The Global Qur'anSearching the suras
A single word, written over a thousand years ago, wound up ending a promising political career in Indonesia in 2017. Basuki Purnama was sentenced to two years in prison. His crime, according to his accusers: insulting Islam.
What Purnama said during his campaign for governor of Jakarta, capital of the most populous Muslim country in the world, sounds harmless on the surface: that the Koran does not forbid Muslims from voting for non-Muslims in elections. Anyone who claimed otherwise would be misinterpreting the Koran, he explained. Purnama is a Christian.
The hardliners reacted to this statement by organising mass demonstrations and filing a suit against Purnama. The judges deemed their plea, which referenced Sura 5, verse 51 of the Koran, to be justified and the verse landed the ex-governor in jail. More precisely, it was the translation into Indonesian of "O believers! Take neither Jews nor Christians as leaders".
For Johanna Pink, Professor of Islamic Studies at the University of Freiburg, this incident is a prime example of the relevance of her research subject: Muslim translations of the Koran, a field that has to date seen little research.
Examining Koran translations verse by verse
Now the European Research Council is supporting Pink's project with a Consolidator Grant. Offering a total of two million euros over five years, this is one of the most prestigious academic grants awarded in Europe. With the help of her colleagues, Pink is analysing the history and dissemination of Koran translations while examining the role played by nation-states such as Saudi Arabia and Turkey, and also the influence of missionary movements. "The translation of the Koran has become a matter of nation-state interests," Pink says.
Her research project is titled "The Global Qur'an", and her international team includes half a dozen doctoral students and postdocs. Each is responsible for a separate area. Together with Pink, they browse through translations of the Koran into Indonesian, Turkish, Slavic languages, French, English and German. Going through the text verse by verse, they communicate daily via Telegram, sometimes across continents; regularly meet in the Freiburg seminar; and exchange views on tricky passages. In the process, they are discovering how theological debates on interpretation reverberate in the translations: what rights do women have? What status do people of other faiths have in Muslim societies?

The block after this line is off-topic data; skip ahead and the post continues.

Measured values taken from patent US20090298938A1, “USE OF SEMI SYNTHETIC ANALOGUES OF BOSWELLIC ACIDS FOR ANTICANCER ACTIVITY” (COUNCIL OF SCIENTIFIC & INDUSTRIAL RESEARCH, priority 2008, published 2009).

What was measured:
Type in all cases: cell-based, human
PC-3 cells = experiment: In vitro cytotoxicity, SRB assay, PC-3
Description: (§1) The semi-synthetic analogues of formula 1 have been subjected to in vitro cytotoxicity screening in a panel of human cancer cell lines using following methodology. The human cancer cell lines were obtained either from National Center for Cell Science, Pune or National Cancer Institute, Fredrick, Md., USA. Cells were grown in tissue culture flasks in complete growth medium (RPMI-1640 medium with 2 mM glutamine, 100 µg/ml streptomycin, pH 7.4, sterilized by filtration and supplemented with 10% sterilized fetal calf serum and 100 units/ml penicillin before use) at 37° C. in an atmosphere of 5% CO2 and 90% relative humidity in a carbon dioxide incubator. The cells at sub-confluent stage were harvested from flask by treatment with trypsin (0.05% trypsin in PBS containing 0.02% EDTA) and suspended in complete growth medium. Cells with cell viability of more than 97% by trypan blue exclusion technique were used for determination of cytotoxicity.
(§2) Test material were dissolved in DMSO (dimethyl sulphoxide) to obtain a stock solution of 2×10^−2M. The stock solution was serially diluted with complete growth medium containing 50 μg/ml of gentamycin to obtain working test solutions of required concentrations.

The Arabic term "awliya", for example, which was the Indonesian politician's undoing, is ambiguous and can be translated in various ways. "Helper" or "ally" is a common reading, but the Indonesian translators chose the word "leader" instead. That version of the Koran was first published towards the end of the colonial period and is still in circulation today. The interpretation was deliberately directed against the Dutch colonial rulers and was to be understood as a prohibition on cooperating with them, says Johanna Pink.
In addition to translations, the 47-year-old Islamic scholar's research also focuses on Koranic exegesis and the modern history of Egypt. Rather than hiding away in the library, Pink occasionally appears in the media, for example to try to objectify headscarf debates based on Koranic texts or dissect a "certain book" by Thilo Sarrazin with both passion and expertise.
She remembers the first time she read the Koran as being quite trying. It was the standard German translation by the orientalist Rudi Paret. "I had the stupid idea of just reading it from beginning to end. But I soon got stuck."
By now she knows the book well, not by heart like some Muslims, but for that in several languages: Arabic, Persian, Turkish, Indonesian, Javanese, Russian, French ... the list goes on. Learning languages simply inspires her, Pink says dryly. Moreover: "If you're primarily concerned with the interpretation of the text rather than literary aspects, you don't have to have a perfect command of every language to recognise the choices a translator made at any given point."
Pink's interest in the Koran was rekindled when a prominent guest came to her seminar: Nasr Hamid Abu Zayd, the Egyptian literary and Islamic scholar, who has called for the Koran to no longer to be read literally. His philosophical theses were however quickly branded heretical by the orthodoxy. Pink wrote a term paper on exegesis as a result and afterward continued to pursue the subject.
When she later gave seminars on the Koran and exegesis as a research assistant at the Free University of Berlin, she noticed that the literature on the subject was limited to what Western researchers found intriguing, i.e. either radical Salafist currents or extremely progressive interpretations. What was happening in the Islamic world at large attracted little interest. She had the urge to delve deeper, and years later her idea gave birth to The Global Qur'an research project.
If you ask Johanna Pink what the Koran means to her, you get a sober answer: "a scholarly subject". What she finds exciting is what the text means for Muslims today. She has not experienced any hostility as a result of her research.
Only 20 percent of Muslims are native speakers of Arabic
The Qur'an is a powerful book. The liberal theologian Abu Zayd once described it as both the most beautiful and the most dangerous book in the world. Its interpretation can lead to terrorism or to tolerance. Goethe lamented its tautologies, and for the Enlightenment philosopher Voltaire it was simply an incomprehensible text.
Not only the content, but also the object itself is sacred. In Christianity, God is embodied in a human being, in Islam in a book. Yet very few of the world's 1.9 billion Muslims can read God's word as passed down over the centuries – because only 20 percent of them today are native Arabic speakers. "And that," Pink says, "is where translation comes in."